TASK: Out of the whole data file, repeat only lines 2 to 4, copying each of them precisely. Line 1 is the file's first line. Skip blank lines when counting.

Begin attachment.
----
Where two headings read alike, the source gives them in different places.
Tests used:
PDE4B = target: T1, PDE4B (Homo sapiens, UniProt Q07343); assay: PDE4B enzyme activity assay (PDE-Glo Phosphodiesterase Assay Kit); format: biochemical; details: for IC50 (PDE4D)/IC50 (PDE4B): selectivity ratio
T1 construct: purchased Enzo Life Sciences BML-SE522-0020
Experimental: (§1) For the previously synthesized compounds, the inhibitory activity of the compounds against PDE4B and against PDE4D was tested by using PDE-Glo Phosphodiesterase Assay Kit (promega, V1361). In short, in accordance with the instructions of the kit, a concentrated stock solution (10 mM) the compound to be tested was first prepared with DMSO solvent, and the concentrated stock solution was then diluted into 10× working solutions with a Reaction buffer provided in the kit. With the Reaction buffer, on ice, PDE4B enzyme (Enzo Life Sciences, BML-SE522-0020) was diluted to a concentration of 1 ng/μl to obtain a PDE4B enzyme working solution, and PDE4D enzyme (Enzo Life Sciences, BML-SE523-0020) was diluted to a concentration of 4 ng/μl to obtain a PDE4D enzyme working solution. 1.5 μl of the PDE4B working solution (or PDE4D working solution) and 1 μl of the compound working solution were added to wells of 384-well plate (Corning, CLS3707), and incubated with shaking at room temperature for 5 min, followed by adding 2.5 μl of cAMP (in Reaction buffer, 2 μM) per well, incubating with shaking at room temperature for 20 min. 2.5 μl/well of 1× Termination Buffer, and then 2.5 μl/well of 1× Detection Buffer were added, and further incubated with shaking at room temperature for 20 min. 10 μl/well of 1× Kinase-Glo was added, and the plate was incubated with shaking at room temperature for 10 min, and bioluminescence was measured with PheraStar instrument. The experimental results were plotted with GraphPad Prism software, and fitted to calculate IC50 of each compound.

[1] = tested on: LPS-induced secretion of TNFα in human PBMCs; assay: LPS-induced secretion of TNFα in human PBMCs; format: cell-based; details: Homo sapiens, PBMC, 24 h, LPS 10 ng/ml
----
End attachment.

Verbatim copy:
Tests used:
PDE4B = target: T1, PDE4B (Homo sapiens, UniProt Q07343); assay: PDE4B enzyme activity assay (PDE-Glo Phosphodiesterase Assay Kit); format: biochemical; details: for IC50 (PDE4D)/IC50 (PDE4B): selectivity ratio
T1 construct: purchased Enzo Life Sciences BML-SE522-0020